“This is how I want to make music!” That was Avi Avital’s reaction when he first saw Il Giardino Armonico and Giovanni Antonini play live in Jerusalem. Now famed worldwide for his own charismatic and passionate performances, the mandolinist is delighted to be joined by this exciting period-instrument ensemble and its conductor and co-founder on his latest album, entitled simply Concertos. Together they perform three original concertos for mandolin – by Barbella, Paisiello and Hummel – and Avital’s own adaptations of concertos by J.S. Bach and Vivaldi. Antonini is the recorder soloist in the Bach, while elaborate recording techniques allow Avital to play all four parts in the Vivaldi. Concertos is set for release by Deutsche Grammophon on 17 November. The Vivaldi concerto and the Andantino of the Barbella are available to stream or download now, while excerpts from the Paisiello and Hummel works will be released on 29 September and 27 October respectively.
Avi Avital was a young student at the Jerusalem Music Academy when he was, to use his own word, “dragged” by a Baroque enthusiast friend to an Il Giardino Armonico concert. “It was a truly formative experience,” he recalls. “Everything about them was different – they played Vivaldi with such physical energy and power of expression.” Now, on Concertos, the ensemble partners Avital in what he says is probably his favourite Vivaldi concerto: RV 580 in B minor, originally for four violins.
The mandolinist had long cherished a “clear vision” of how he wanted to perform this work. Given recent technological advances, he and Antonini decided to experiment with multitrack recording to enable him to play all four parts in his adaptation of the concerto. Avital ended up using four different mandolins – and two mandolas – in this showstopping interpretation, enabling each voice to have a different colour and character. “I’m extremely proud of the result,” he says. “I feel we managed to create the feeling of a live performance in which the soloists are communicating with each other.”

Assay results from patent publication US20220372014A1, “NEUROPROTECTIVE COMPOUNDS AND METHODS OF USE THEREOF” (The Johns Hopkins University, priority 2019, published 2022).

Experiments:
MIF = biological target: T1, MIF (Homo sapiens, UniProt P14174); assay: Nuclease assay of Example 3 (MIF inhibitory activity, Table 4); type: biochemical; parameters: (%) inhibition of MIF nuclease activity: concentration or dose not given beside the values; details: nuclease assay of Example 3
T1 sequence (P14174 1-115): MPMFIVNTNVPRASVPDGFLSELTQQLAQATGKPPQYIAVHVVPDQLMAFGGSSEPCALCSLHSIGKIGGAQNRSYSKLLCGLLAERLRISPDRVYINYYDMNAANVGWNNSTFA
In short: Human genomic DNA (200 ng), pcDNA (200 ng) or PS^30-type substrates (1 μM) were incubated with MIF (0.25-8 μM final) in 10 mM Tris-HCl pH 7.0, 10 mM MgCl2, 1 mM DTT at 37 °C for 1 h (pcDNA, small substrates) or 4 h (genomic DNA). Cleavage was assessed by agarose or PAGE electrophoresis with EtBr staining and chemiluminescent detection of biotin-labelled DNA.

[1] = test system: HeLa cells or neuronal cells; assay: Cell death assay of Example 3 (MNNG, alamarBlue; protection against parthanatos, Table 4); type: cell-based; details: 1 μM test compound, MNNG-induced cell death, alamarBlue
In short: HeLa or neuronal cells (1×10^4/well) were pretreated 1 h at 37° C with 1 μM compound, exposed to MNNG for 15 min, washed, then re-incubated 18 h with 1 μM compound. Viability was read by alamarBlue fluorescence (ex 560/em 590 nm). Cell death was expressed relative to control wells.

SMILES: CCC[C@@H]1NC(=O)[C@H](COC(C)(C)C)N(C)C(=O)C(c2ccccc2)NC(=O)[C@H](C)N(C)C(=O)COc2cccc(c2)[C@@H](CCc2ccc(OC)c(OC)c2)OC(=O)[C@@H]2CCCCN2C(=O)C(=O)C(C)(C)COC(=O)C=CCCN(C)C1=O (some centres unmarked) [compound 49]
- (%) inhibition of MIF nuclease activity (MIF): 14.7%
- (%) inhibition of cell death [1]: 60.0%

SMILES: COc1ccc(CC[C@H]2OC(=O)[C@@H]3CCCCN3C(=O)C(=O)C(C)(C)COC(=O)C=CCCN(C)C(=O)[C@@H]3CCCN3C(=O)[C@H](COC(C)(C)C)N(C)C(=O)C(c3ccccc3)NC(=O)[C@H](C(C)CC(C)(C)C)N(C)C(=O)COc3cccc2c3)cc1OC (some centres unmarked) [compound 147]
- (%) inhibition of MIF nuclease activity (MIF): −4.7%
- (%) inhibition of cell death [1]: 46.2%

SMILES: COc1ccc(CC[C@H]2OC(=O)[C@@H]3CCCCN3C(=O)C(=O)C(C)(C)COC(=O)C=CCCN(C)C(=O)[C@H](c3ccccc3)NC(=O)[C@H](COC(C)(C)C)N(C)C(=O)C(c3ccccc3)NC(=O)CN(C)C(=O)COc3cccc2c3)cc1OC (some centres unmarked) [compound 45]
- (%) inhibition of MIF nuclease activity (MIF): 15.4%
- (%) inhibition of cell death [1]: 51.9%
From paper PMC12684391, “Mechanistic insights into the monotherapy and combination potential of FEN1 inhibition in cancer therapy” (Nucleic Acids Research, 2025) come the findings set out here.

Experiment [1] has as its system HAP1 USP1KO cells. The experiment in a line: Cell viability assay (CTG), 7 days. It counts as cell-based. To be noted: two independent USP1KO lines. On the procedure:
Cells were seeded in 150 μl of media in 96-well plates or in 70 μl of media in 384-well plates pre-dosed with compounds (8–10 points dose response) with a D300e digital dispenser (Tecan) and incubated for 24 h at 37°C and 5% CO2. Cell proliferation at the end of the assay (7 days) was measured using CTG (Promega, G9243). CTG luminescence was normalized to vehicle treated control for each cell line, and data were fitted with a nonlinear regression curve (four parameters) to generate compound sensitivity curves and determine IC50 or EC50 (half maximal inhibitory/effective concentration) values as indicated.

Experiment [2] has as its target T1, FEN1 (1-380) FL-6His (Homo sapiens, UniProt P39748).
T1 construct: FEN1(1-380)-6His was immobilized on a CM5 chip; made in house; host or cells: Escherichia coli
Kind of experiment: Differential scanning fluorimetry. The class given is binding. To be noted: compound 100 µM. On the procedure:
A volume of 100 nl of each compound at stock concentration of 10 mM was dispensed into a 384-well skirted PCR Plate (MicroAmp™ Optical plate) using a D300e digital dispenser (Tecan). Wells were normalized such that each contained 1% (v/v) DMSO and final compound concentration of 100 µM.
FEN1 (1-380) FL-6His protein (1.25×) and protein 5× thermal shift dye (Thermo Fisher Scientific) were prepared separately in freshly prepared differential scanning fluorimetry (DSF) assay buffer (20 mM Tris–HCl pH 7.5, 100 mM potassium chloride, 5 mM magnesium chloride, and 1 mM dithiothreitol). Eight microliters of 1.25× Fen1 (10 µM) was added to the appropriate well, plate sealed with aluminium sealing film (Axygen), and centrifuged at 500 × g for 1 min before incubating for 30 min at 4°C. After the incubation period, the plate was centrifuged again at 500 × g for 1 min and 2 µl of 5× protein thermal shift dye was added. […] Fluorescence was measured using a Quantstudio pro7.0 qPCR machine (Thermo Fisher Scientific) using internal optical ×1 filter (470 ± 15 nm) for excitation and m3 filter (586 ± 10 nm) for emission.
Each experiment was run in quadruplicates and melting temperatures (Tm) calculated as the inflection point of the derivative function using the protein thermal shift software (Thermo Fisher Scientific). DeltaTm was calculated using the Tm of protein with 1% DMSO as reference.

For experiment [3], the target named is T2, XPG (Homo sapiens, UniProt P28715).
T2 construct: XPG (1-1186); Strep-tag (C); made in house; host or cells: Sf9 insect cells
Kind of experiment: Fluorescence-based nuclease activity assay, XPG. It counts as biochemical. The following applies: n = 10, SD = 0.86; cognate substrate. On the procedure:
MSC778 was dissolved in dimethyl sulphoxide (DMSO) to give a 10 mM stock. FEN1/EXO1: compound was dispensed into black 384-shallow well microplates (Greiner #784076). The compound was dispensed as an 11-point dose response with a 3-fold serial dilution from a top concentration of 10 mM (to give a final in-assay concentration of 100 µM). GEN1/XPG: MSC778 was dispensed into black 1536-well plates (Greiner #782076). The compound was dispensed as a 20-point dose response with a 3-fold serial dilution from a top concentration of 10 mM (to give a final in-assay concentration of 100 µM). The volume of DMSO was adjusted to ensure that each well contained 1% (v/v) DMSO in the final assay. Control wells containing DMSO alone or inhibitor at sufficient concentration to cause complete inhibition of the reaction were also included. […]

Avital’s second adaptation transforms J.S. Bach’s well-known Concerto for violin and oboe, BWV 1060R into a “lighter and brighter” version for mandolin and recorder. Rehearsing and recording the work, notes the artist, led to all the musicians involved reformulating the way they thought about the concerto. His fellow soloist here is none other than Giovanni Antonini – a virtuoso recorder player and flautist. Avital’s inclusion of this work is part of his “lifelong mission” to record as much of the composer’s music as possible, and extends his existing DG Bach discography.
Of this recording’s three original works for Avital’s instrument, two come from Naples, the city synonymous with the sound of the mandolin. As the artist points out, Neapolitan culture was, and is, full of colour, emotion and theatricality, and these qualities are mirrored in the E flat major Concerto attributed to Giovanni Paisiello – stylistically worlds apart from the Vivaldi. “We invented our own dramatic narratives for this concerto during rehearsals,” he says. “You’re invited to imagine your own story when you listen to it.”
Fellow Neapolitan composer Emanuele Barbella, 20 years Paisiello’s senior, also composed vibrant, picturesque music, including incidental works for commedia dell’arte performances. He wrote a number of pieces for mandolin, among them the concise but striking D major Concerto on this album. Its central Andantino, observes Avital, has the feel of a Neapolitan love song.
His fifth and final choice of concerto is a work by Johann Nepomuk Hummel, better known in his day as a brilliant pianist than as a composer. His music is more traditional than that of his friend and rival Beethoven but, notes Avital, was written with the performer and concert experience in mind. Hummel’s G major Concerto is full of humour and drama, based on his knowledge of what would win over Viennese audiences. It was composed for the Italian virtuoso Bartolomeo Bortolazzi, who helped rescue the mandolin from artistic obscurity in the early 19th century.
The parallel between Bortolazzi’s achievements and those of Avi Avital are clear. In Avital’s hands, the mandolin is back at the heart of classical music, its repertoire reinvigorated and expanded thanks to his tireless efforts in reviving neglected pieces, creating adaptations of works originally written for other instruments, and commissioning new music from many of today’s leading composers.